An ordinance was passed for the election of delegates to return to Philadelphia and for the election of men to serve on committees. Armed resistance now appeared to be the Virginia’s lone recourse, and the Convention moved quickly to assume the reins of the colony’s government. It voted to place Virginia in a more thorough state of defense and ordered that two regiments of regular troops be raised. It created a Committee of Safety with broad executive powers, including authority to purchase arms and munitions of war. It also divided Virginia into sixteen military districts. The Convention then proceeded to select a replacement for George Washington, whose seat in the Second Continental Congress had been vacated on June 19 when he accepted command of the Continental Army.
On August 5 the Convention elected Richard Bland, Peyton Randolph, Thomas Jefferson, Richard Henry Lee, Benjamin Harrison, George Wythe, and Thomas Nelson, Jr. to represent Virginia in the Continental Congress. Nelson, however, had recently accepted command of the new 2nd Virginia Regiment and notified the Convention that he could not in good conscience resign his military appointment so soon after receiving it. This created an open seat in the delegation, and the question of who would fill it sparked a political showdown between the liberals and conservatives.
The liberals turned their attention to George Mason. Mason, who had no interest in traveling to Philadelphia for an extended period of time, spoke of his gout and his wife’s illness in declining the nomination. He then threw his support to Francis Lightfoot Lee, the younger brother of Richard Henry Lee. The conservatives countered with Carter Braxton, a staunch supporter of the James River clique. Braxton, like many in the conservative old guard, favored reconciliation with Britain. Each side realized that victory in the Lee-Braxton contest would give it control of Virginia’s congressional delegation to the Second Continental Congress, and neither could forecast the outcome.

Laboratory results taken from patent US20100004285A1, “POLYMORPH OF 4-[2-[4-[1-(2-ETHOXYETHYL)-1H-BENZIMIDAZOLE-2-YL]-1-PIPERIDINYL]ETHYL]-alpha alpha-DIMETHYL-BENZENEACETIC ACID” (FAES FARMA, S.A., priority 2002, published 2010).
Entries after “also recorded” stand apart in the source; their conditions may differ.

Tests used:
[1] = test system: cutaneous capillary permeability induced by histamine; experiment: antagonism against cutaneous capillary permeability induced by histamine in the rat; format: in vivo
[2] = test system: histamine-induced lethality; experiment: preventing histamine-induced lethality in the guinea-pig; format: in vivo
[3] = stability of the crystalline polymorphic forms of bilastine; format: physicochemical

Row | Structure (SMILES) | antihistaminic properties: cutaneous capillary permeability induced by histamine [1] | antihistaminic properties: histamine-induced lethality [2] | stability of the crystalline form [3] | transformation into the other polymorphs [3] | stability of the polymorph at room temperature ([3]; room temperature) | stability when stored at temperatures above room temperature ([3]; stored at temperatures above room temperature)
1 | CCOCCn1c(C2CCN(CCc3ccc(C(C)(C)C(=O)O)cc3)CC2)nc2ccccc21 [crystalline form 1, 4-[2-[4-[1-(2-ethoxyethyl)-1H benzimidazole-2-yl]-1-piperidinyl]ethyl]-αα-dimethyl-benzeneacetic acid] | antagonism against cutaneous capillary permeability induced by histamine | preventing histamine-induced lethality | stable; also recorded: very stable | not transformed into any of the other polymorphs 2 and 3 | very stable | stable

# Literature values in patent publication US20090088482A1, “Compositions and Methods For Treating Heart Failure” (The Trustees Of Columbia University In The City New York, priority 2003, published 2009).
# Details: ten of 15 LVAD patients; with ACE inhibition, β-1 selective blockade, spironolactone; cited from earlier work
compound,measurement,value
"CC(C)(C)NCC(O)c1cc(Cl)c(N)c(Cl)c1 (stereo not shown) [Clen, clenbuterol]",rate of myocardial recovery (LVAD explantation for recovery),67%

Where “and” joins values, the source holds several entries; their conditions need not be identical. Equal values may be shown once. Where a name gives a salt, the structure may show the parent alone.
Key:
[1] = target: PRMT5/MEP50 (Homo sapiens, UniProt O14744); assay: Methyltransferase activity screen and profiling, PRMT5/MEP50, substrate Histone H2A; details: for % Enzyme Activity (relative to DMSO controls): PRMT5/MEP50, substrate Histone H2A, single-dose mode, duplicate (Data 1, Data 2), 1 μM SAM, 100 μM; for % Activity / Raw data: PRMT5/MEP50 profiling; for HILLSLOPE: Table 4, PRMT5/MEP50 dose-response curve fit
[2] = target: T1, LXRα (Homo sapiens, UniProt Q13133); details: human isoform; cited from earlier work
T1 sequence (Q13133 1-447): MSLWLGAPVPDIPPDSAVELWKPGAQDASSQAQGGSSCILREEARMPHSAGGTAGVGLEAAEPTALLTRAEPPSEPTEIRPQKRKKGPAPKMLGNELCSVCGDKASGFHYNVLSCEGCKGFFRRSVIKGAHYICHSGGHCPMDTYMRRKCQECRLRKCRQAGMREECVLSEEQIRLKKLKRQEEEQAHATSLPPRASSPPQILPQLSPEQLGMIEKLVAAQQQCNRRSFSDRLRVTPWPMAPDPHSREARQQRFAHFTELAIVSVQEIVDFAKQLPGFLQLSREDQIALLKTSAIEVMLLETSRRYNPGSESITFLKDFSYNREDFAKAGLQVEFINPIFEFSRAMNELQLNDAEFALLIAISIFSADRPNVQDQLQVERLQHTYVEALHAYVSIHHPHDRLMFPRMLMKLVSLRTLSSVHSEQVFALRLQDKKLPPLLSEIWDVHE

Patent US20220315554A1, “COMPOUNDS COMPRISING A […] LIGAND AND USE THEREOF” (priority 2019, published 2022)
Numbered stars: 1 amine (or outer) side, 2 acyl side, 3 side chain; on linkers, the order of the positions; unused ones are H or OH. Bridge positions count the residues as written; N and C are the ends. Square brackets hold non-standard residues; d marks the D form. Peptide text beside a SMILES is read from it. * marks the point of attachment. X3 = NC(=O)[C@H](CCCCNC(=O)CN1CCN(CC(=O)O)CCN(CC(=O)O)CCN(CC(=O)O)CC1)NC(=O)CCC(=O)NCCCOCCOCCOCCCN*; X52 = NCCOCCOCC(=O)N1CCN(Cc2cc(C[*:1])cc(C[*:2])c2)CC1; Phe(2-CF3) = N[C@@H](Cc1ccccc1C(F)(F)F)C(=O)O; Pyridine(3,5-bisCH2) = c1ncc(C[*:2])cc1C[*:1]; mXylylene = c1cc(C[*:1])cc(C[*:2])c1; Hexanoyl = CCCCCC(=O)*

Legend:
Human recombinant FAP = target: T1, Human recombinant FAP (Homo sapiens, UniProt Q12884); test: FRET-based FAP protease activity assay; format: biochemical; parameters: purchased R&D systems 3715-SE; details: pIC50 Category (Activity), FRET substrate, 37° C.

It was a razor thin victory for the liberals whose man Francis Lightfoot Lee defeated Carter Braxton by a single vote. This was a critical setback for the conservatives and marked a major shift in political momentum in Virginia. When the Congress reconvened in Philadelphia, the colony’s new seven-man delegation would take with it four “independency” men – Wythe, Jefferson, and the two Lees.
At least seven plans for a new government were submitted to the Virginia Committee of Safety during the summer of 1775. Included were proposals from George Mason, Thomas Jefferson, John Adams, and Carter Braxton. Jefferson’s plan arrived too late from Philadelphia to receive consideration.
Braxton’s blueprint Address to theConvention of the Colony and Ancient Dominion of Virginia…By a Native of the Colony was by far the most conservative and controversial plan. It proposed a lower house of representatives, an upper house or council that would serve for life and a chief executive chosen by the house. Braxton’s plan called for the creation of a powerful council or upper house to avoid “the tumult of a democracy.” The governor would remain in office during as long as he adhered to the law, and he would have appointment power for most of Virginia’s political offices. Braxton’s form of government envisioned a Virginia constitution modeled after Great Britain’s. It would maintain the power of the privileged class and would limit the effects of a democratic republic, which Braxton saw as “mere creations of warm imaginations.”
The plan was unpopular and brought Braxton ridicule and condemnation from the radical side. He endured a rash onslaught of personal attacks and public criticism. In a letter to Richard Henry Lee, Patrick Henry lambasted Braxton’s plan, denouncing it as “weak, shallow, evasive, and an affront and disgrace to the country.” One newspaper anonymously labeled it simply “A Government Scheme.”
The most popular proposal was a collaborative effort by Richard Henry Lee and John Adams. They had been discussing the possibility of independence since November 1775. For Lee the key question to be answered dealt with a form of government that could most readily be adopted by a colony in an emergency. Adams pointed out to Lee that Virginia had already answered this question by establishing Conventions and a Committee of Safety that took over for royal government when it ceased to function in the colony. Adams also told Lee that it would take minimal effort to convert these emergency governments into permanent political institutions. Lee was impressed with Adams’s line of reasoning and asked his friend to write out his suggestions. In April 1776 this plan, entitled Thoughts onGovernment, appeared in print.It was well received in Virginia because it allowed for a declaration of independence and the preservation of the form of government to which they were accustomed. It provided for a bicameral legislature and an independent executive and judiciary.